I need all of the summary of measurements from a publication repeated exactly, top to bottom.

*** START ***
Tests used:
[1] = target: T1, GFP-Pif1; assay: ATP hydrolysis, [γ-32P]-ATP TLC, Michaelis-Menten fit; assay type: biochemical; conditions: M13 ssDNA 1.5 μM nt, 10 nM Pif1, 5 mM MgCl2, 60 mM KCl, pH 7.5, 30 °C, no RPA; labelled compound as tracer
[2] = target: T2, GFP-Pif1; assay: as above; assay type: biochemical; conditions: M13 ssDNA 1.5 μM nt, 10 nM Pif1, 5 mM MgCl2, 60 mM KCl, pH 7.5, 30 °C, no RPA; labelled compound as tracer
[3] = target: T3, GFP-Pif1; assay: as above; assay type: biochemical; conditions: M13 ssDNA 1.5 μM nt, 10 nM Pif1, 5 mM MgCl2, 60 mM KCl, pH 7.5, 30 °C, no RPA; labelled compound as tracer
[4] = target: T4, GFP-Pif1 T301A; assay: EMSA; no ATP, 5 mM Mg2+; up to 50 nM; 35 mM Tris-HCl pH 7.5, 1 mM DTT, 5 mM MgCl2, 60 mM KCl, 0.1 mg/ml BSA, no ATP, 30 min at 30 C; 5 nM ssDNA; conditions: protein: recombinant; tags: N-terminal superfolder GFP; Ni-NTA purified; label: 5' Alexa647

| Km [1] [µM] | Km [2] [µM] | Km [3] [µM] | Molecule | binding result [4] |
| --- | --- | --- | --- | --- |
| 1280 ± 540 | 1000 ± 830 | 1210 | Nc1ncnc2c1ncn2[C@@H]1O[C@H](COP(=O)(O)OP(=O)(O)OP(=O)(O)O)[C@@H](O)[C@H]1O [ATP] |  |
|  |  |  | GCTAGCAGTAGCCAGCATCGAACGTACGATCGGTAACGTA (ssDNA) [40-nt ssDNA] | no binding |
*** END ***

Tests used:
[1] = target: T1, GFP-Pif1; assay: ATP hydrolysis, [γ-32P]-ATP TLC, Michaelis-Menten fit; assay type: biochemical; conditions: M13 ssDNA 1.5 μM nt, 10 nM Pif1, 5 mM MgCl2, 60 mM KCl, pH 7.5, 30 °C, no RPA; labelled compound as tracer
[2] = target: T2, GFP-Pif1; assay: as above; assay type: biochemical; conditions: M13 ssDNA 1.5 μM nt, 10 nM Pif1, 5 mM MgCl2, 60 mM KCl, pH 7.5, 30 °C, no RPA; labelled compound as tracer
[3] = target: T3, GFP-Pif1; assay: as above; assay type: biochemical; conditions: M13 ssDNA 1.5 μM nt, 10 nM Pif1, 5 mM MgCl2, 60 mM KCl, pH 7.5, 30 °C, no RPA; labelled compound as tracer
[4] = target: T4, GFP-Pif1 T301A; assay: EMSA; no ATP, 5 mM Mg2+; up to 50 nM; 35 mM Tris-HCl pH 7.5, 1 mM DTT, 5 mM MgCl2, 60 mM KCl, 0.1 mg/ml BSA, no ATP, 30 min at 30 C; 5 nM ssDNA; conditions: protein: recombinant; tags: N-terminal superfolder GFP; Ni-NTA purified; label: 5' Alexa647

| Km [1] [µM] | Km [2] [µM] | Km [3] [µM] | Molecule | binding result [4] |
| --- | --- | --- | --- | --- |
| 1280 ± 540 | 1000 ± 830 | 1210 | Nc1ncnc2c1ncn2[C@@H]1O[C@H](COP(=O)(O)OP(=O)(O)OP(=O)(O)O)[C@@H](O)[C@H]1O [ATP] |  |
|  |  |  | GCTAGCAGTAGCCAGCATCGAACGTACGATCGGTAACGTA (ssDNA) [40-nt ssDNA] | no binding |